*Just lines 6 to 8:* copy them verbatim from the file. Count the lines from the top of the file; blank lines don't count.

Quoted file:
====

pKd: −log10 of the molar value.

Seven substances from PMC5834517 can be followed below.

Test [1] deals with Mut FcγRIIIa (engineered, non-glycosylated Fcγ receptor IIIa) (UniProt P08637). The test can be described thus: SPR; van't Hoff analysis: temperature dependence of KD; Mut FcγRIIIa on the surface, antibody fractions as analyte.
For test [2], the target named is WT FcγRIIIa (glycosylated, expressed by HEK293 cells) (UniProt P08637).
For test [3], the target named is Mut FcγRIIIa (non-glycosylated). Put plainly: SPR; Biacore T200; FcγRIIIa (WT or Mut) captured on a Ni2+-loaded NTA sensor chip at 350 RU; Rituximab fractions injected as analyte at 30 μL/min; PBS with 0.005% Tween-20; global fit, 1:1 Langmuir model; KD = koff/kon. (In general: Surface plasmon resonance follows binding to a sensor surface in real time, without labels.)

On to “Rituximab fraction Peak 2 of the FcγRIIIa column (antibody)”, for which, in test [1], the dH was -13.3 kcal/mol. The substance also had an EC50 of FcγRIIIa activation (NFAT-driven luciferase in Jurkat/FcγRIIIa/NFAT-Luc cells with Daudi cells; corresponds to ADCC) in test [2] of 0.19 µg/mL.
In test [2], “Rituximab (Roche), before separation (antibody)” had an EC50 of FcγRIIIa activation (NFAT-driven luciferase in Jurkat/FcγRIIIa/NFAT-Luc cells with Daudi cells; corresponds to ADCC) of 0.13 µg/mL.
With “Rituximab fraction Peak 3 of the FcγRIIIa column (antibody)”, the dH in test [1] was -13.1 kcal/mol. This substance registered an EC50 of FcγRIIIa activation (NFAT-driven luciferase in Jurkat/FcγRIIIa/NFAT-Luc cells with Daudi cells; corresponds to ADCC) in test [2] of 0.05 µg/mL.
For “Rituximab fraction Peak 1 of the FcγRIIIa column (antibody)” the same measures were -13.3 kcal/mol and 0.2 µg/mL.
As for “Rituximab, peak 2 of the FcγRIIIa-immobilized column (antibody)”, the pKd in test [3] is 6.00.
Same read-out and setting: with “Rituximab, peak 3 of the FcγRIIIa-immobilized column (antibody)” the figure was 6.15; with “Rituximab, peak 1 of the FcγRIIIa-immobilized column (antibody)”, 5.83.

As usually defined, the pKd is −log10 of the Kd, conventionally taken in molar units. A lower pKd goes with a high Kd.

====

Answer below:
On to “Rituximab fraction Peak 2 of the FcγRIIIa column (antibody)”, for which, in test [1], the dH was -13.3 kcal/mol. The substance also had an EC50 of FcγRIIIa activation (NFAT-driven luciferase in Jurkat/FcγRIIIa/NFAT-Luc cells with Daudi cells; corresponds to ADCC) in test [2] of 0.19 µg/mL.
In test [2], “Rituximab (Roche), before separation (antibody)” had an EC50 of FcγRIIIa activation (NFAT-driven luciferase in Jurkat/FcγRIIIa/NFAT-Luc cells with Daudi cells; corresponds to ADCC) of 0.13 µg/mL.
With “Rituximab fraction Peak 3 of the FcγRIIIa column (antibody)”, the dH in test [1] was -13.1 kcal/mol. This substance registered an EC50 of FcγRIIIa activation (NFAT-driven luciferase in Jurkat/FcγRIIIa/NFAT-Luc cells with Daudi cells; corresponds to ADCC) in test [2] of 0.05 µg/mL.